The Colombian had been pencilled in to lead the team at the Giro in May but after a training crash ruled him out he turned attention to the Tour, where he expected to be supporting Thomas and Froome.

But after Froome’s crash at the Criterium du Dauphine and Thomas’ spill at the Tour de Suisse, Bernal was elevated to co-leader status and has repaid the faith shown in him.

Though he did not win a stage – with no victor named on Stage 19 where he crested the Iseran first – Bernal was consistently attacking in the mountains to make up for the time he lost to Thomas in the Stage 13 time trial.

Most popular

Related Sections

Tour de France: Stage 19 ends in chaos after landslide covers route

  • Facebook
  • Twitter
  • G+
  • Mail
  • Pinterest
  • LinkedIn
  • Facebook
  • Twitter
  • G+
  • WhatsApp
  • Pinterest
  • LinkedIn

Stage 19 of the Tour de France ended in chaos as hailstorms caused a landslide and forced organisers to stop the race before the final climb.

Organisers declared that times would be taken from the top of the Col de l’Iseran, putting Team Ineos rider Egan Bernal into the yellow jersey after he crested the highest point of the Tour first after attacking out of the group of favourites on the 126.5km stage to Tignes.

Though the peloton could not ride the final climb, Bernal was taken by car to receive his maillot jaune on the podium in Tignes before any official results had been published.

“It’s incredible,” said the 22-year-old, now the clear favourite to become the first Colombian to win the Tour, and the youngest rider in the post-war era.

“When I had the jersey and the lion, I wanted to cry. Tomorrow, I will do my best, but it still hasn’t sunk in yet.”

Bernal had attacked after Ineos team-mate Geraint Thomas and Jumbo-Visma’s Steven Kruijswijk made moves in what proved a successful bid to shake off race leader Julian Alaphilippe, who cracked midway up the Iseran.

When official results for the day did appear, they showed Bernal 48 seconds ahead of Alaphilippe, with Thomas listed one minute and 16 seconds down in third place. Kruijswijk is fourth, one minute 28 down, with Emanuel Buchmann a further 27 seconds back in fifth.

Ineos team principal Sir Dave Brailsford said he had mixed feelings about taking the yellow jersey in such circumstances, insisting it was reward for the way his team approached the stage.

“Fortune favours the brave at the end of the day,” said Brailsford.

“We were always going to take today on and I thought the guys rode really well, to be honest…

“We don’t control the weather. In one way, I’m really happy but in another way, I’m still really concerned for everyone else out there.”

Asked if the weather had helped his team win the Tour, as now seems likely, Brailsford replied: “It didn’t. No, we’ll win the Tour de France because of how we ride.”

Commissaries made the call to stop the race after the storms led to a landslide in the valley below Val-d’Isere, with the race route covered in rubble.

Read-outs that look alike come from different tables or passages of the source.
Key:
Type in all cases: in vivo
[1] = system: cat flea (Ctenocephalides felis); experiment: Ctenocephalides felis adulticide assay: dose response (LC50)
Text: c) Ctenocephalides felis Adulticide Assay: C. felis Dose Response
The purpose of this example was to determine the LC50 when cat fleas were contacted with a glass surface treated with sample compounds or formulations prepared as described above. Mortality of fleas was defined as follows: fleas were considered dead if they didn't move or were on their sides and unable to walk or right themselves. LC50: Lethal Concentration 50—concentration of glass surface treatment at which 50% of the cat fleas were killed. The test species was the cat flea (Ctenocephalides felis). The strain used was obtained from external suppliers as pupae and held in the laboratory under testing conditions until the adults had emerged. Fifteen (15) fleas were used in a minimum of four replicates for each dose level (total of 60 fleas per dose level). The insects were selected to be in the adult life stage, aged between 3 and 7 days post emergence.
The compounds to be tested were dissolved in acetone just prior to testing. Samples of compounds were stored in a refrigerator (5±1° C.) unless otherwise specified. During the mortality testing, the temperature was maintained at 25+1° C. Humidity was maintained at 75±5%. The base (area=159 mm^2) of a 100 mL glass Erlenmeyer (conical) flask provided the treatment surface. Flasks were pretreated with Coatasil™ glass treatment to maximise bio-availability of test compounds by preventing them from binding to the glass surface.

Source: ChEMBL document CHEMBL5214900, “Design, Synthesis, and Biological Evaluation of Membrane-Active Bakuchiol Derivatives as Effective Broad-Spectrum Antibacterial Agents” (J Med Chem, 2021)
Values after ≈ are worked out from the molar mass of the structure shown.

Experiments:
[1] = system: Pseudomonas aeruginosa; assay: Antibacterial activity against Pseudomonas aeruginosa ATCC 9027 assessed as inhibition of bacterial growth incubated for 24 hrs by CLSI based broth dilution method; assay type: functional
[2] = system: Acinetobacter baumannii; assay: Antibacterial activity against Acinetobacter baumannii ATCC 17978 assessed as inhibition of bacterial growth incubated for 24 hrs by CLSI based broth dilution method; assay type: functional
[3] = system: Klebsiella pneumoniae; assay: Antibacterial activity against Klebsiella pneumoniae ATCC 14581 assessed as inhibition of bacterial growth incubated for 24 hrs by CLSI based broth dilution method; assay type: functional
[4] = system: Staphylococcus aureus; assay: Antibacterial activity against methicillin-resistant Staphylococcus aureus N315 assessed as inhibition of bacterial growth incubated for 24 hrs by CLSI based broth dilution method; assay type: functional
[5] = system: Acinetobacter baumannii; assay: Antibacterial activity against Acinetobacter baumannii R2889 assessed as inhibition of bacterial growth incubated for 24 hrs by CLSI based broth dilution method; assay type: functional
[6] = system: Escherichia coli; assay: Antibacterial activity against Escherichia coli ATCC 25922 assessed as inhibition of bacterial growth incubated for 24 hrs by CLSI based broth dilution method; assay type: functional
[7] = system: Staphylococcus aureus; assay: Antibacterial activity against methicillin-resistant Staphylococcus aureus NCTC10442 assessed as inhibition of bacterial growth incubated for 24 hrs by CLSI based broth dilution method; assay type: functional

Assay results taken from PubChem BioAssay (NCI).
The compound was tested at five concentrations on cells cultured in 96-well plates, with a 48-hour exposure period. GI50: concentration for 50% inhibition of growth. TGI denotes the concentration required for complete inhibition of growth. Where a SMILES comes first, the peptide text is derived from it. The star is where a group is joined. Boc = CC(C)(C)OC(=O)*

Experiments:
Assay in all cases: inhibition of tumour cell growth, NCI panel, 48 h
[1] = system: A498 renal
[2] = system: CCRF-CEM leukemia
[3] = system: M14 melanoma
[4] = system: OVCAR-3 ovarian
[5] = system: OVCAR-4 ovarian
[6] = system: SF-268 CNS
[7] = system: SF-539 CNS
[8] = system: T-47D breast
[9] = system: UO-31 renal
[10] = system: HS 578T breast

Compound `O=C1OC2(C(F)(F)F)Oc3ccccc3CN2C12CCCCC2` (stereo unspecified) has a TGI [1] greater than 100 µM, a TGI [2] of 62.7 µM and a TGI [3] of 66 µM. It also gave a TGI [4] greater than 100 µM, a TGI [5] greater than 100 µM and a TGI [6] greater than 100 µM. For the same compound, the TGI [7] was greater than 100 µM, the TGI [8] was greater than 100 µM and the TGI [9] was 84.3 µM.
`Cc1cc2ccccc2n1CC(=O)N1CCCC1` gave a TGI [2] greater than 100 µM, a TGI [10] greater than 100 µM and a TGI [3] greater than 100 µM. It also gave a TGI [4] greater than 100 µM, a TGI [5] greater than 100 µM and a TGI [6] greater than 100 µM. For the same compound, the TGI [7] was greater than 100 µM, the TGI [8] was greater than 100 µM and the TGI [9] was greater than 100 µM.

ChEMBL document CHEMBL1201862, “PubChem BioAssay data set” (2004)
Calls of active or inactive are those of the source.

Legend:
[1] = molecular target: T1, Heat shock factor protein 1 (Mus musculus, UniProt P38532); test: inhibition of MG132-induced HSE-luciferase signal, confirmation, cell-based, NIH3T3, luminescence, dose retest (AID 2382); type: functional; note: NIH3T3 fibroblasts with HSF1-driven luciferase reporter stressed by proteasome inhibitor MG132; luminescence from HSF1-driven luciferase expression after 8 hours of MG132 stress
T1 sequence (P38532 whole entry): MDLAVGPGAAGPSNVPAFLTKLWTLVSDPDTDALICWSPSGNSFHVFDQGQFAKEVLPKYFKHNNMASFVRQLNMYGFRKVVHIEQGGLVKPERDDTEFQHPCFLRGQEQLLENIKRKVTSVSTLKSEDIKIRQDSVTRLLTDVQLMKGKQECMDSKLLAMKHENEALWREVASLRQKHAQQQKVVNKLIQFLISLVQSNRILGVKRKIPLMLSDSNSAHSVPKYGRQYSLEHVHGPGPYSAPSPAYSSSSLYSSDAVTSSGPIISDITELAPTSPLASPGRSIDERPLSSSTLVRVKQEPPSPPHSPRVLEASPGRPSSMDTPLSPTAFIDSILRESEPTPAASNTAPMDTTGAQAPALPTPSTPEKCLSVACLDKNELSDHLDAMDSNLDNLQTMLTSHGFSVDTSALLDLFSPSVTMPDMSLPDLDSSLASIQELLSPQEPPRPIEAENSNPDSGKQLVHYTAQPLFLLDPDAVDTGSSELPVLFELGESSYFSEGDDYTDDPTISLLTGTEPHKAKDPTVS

Alaphilippe looked frustrated as he climbed into a Deceuninck-Quick Step car as he would have hoped to have taken time back on the long descent, though it will never be known if he could have avoided further losses on the final climb up to Tignes.

It was yet another dramatic twist in the Tour, described as the most exciting edition since 1989, and could well be a decisive one.

Bernal now needs only to survive one final mountain stage on Saturday before potentially celebrating his first Grand Tour victory in Paris a day later.

The neutralisation came as a huge blow to Thomas’ hopes of defending his title. The Welshman may have hoped to bridge the gap to his team-mate in the final 30 kilometres but was denied that opportunity.

Thomas was seen talking to Tour director Christian Prudhomme in Val-d’Isere, but the Frenchman could only gesticulate that there was nothing he could do given the conditions of the road up ahead, where diggers and ploughs were working to clear a path.

It proved a brutal day for French fans, and not just those waiting in Tignes for a race that never arrived.

As Alaphilippe’s grip on yellow was finally loosened, Thibaut Pinot’s dream of becoming the first French winner of the Tour de France for 34 years was ended in cruel circumstances when the Groupama-FDJ rider was forced to abandon just 36 kilometres into the stage.

Pinot had already been seen receiving medical treatment at the back of the peloton but continued to rapidly lose time, and his team revealed it was the result of a muscular injury first suffered on Wednesday when he struck his left leg with a handlebar.

“As he avoided a crash, his left knee hit the handlebar and the pain just got worse,” Groupama-FDJ sports director Philippe Mauduit said.

“We’ve been hoping for an improvement but we knew this morning that it would be complicated if the race was hard. He’s been in pain since the start. It wasn’t possible to keep riding.”

Copy provided by Press Association Sport

Most popular

Related Sections